Welcome Scribe fans! Suze here. Now that I have Eric Carmen singing in a continuous falsetto loop in your heads, let me tell you my story.
Jack Torrance wrote alone, and you know what happened to him!
Like probably everyone here, I always wanted to be a writer. Over the years I wrote a few bad short stories, several bad first chapters to different novels, some OK poetry and some intentionally dreadful stuff (“A porkpie hat settles effortlessly to the ground . . . “). That last was just for hahas. Or was it? Now I understand it was a clever ploy to avoid actually, um, writing. I never took classes. Never tried to learn the craft. In fact, I didn’t even know you could
learn the craft. I always thought “real” writers were born knowing something I didn’t, had some innate ability to put words on a page and have them make sense.
I never got past writing the first few pages of those novels. Because if I went any farther, I might fail. Confession time: I’m Suze, and I’m a Recovering Perfectionist.
Suze, you say. It’s good to be a perfectionist. Who wants to read crappy poetry or novels? It’s the American Way to strive for greatness. If you’re not a winner, you’re a loser. Coming out on top is all that matters. Well, I’m here to tell you that perfectionism is limiting and destructive. It holds us back from trying new experiences. It certainly held me back. If I couldn’t write Pulitzer Prize worthy stuff, right out of the box, I wasn’t even going to try.
Then, one cold December, I saw the words “Writers Group” on the calendar at our local library. And I realized it was now or never. Time to you-know-what or get off the pot. I told myself I would just go to the January meeting. That’s all I had to do. When the night of the meeting came, I grabbed a notebook and a pen and walked the block from my house to the library, took a deep breath of frosty air, then another, and opened the door. I said to myself, Suze, you’ve given birth. You can do this.
There were half a dozen or so people at that meeting, and I didn’t know any of them. I sat next to J Monkeys, and as I listened to her talk about her WIP (she had just come off NaNoWriMo in November), I recognized something in her. She had the same kernel of need in her belly as I — the need to write. I found a Kindred Spirit that night, a Diana Barry to my Anne Shirley.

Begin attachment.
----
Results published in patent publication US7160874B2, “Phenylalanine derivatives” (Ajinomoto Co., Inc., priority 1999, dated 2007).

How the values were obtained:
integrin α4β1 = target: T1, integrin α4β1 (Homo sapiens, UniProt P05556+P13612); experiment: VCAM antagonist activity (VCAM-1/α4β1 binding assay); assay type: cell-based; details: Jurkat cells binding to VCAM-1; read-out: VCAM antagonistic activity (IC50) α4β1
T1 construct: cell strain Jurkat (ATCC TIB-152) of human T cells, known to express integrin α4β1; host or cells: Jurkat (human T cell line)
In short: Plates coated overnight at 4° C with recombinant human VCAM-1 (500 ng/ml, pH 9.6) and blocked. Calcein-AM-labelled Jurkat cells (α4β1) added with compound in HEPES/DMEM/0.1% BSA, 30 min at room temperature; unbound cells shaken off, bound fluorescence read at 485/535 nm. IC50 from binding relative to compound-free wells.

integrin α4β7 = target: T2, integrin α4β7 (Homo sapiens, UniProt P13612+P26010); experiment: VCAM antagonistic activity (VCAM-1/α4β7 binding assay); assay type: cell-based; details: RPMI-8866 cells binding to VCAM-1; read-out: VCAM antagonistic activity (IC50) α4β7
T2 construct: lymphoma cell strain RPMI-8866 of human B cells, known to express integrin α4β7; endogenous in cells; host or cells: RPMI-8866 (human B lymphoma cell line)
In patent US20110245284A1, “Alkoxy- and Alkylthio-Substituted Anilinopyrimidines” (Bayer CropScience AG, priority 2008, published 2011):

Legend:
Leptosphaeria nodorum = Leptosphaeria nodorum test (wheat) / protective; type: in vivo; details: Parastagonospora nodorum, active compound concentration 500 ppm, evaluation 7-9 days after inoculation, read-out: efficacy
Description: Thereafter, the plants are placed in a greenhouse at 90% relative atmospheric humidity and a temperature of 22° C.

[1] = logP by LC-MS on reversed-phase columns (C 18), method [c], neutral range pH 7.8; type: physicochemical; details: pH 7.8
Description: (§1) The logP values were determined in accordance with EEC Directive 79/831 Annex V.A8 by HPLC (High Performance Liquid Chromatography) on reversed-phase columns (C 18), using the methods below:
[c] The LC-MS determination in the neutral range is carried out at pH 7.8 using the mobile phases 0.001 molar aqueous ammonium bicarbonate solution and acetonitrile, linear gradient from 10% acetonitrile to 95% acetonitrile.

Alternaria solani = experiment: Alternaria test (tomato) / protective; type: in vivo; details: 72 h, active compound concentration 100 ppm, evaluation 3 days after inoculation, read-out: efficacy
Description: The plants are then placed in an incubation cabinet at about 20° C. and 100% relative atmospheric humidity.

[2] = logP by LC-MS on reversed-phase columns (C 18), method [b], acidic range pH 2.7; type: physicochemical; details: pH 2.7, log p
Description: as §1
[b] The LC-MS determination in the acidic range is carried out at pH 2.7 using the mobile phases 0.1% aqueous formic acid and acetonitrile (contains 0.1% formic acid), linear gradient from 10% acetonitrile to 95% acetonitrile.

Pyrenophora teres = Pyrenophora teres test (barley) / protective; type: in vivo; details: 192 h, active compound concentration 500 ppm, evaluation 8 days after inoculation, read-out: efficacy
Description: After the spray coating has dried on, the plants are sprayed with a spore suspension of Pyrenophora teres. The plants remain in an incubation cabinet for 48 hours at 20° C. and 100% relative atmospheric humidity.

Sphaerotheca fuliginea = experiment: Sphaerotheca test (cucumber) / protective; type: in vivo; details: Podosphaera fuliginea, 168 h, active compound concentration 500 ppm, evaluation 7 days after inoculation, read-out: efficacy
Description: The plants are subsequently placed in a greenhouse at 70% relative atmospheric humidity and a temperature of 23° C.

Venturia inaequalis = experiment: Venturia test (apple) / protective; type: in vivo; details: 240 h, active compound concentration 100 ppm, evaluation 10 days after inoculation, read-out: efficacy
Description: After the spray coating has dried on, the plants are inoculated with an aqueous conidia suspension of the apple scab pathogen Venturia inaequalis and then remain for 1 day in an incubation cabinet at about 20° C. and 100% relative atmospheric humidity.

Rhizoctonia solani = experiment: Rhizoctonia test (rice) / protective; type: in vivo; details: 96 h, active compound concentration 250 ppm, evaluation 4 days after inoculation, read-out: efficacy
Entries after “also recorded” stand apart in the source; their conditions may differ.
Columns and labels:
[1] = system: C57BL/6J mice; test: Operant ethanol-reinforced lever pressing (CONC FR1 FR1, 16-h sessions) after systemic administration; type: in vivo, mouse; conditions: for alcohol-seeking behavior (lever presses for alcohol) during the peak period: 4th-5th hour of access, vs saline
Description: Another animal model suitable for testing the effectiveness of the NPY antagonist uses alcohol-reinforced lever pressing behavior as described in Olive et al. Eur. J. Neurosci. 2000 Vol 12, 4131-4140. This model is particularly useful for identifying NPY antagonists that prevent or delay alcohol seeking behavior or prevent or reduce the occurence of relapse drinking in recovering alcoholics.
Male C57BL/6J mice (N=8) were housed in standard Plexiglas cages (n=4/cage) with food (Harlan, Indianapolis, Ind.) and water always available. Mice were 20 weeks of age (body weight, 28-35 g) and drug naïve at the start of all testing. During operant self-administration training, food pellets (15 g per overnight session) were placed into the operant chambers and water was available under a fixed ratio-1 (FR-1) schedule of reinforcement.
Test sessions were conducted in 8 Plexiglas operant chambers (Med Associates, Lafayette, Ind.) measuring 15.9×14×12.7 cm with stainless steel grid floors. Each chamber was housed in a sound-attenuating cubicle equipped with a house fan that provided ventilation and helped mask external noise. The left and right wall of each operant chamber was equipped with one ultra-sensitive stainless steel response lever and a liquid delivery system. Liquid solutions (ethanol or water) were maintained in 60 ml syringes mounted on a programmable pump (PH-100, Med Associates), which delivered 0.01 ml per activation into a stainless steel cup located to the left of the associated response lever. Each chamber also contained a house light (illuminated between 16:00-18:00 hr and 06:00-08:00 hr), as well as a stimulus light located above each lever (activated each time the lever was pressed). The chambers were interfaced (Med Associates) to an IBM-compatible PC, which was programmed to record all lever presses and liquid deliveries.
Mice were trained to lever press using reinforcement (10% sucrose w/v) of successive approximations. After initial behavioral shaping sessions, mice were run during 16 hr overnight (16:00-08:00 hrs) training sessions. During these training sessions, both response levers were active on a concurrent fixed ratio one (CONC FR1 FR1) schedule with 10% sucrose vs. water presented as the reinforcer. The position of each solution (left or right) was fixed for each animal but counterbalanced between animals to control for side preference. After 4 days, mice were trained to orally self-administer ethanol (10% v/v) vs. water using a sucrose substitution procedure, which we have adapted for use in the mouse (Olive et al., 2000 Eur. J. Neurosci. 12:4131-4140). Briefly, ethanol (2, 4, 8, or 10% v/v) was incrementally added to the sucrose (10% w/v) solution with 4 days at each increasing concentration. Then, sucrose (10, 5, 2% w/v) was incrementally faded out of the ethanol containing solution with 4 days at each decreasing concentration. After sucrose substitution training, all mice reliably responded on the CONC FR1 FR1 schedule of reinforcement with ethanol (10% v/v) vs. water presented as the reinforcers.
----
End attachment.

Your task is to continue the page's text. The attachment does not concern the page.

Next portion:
I’d had an idea for a novel kicking around for years. With J cheering me on, I sat down to write it. And quickly realized that the story I was writing was very different from the story I’d envisioned for so long. See, I always thought I would write dark, literary, Joyce Carol Oates
kind of stuff. And it turned out that the story that wanted to be told was in fact a light-hearted romantic mystery. Once I gave myself permission to let the perfectionism and pretensions go, I was able to put a whole novel into words. The night I typed “The End” on a manuscript, I cried.
When Casey Wyatt joined us, we found another Kindred Spirit. And it became increasingly clear to us that we needed more than the library group could give us. The group had gotten a bit unwieldy and we were never able to agree on a focus. Enter PJ Sharon, who told us about RWA and CTRWA. Once I joined CTRWA, I knew I was where I was supposed to be.
Now, I never miss a CTRWA meeting if I can possibly help it. The energy in that hotel conference room is nearly palpable — energy that comes from a whole lot of people with a common goal: to write our stories and make them available to readers.
Suze‘s advice to you? Let go of your perfectionism. Don’t worry you’re not good enough. Be brave. Join a group. If you can’t find a local group, why not start one? If you really, truly live out in the boonies so far that you can’t get out to meet other writers, I’ll bet you can find an online group (if not, contact me. It’s that important). You’ll never regret it.
Now for you, Dear Readers. Tell us how you felt when you finally typed “The End” for the first time. Who helped you get to that point?